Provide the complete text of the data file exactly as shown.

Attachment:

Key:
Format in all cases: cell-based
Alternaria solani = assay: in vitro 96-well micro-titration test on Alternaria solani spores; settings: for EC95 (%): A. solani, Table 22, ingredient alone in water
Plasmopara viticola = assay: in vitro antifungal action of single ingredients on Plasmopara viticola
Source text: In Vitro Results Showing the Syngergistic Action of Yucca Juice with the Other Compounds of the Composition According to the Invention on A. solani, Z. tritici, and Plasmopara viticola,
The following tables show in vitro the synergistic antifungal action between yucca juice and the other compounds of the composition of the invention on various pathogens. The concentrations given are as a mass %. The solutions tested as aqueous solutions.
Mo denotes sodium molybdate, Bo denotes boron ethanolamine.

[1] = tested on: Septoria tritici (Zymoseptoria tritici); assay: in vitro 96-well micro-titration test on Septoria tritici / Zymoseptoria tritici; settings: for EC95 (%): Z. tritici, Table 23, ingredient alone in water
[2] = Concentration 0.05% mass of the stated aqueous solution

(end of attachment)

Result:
Key:
Format in all cases: cell-based
Alternaria solani = assay: in vitro 96-well micro-titration test on Alternaria solani spores; settings: for EC95 (%): A. solani, Table 22, ingredient alone in water
Plasmopara viticola = assay: in vitro antifungal action of single ingredients on Plasmopara viticola
Source text: In Vitro Results Showing the Syngergistic Action of Yucca Juice with the Other Compounds of the Composition According to the Invention on A. solani, Z. tritici, and Plasmopara viticola,
The following tables show in vitro the synergistic antifungal action between yucca juice and the other compounds of the composition of the invention on various pathogens. The concentrations given are as a mass %. The solutions tested as aqueous solutions.
Mo denotes sodium molybdate, Bo denotes boron ethanolamine.

[1] = tested on: Septoria tritici (Zymoseptoria tritici); assay: in vitro 96-well micro-titration test on Septoria tritici / Zymoseptoria tritici; settings: for EC95 (%): Z. tritici, Table 23, ingredient alone in water
[2] = Concentration 0.05% mass of the stated aqueous solution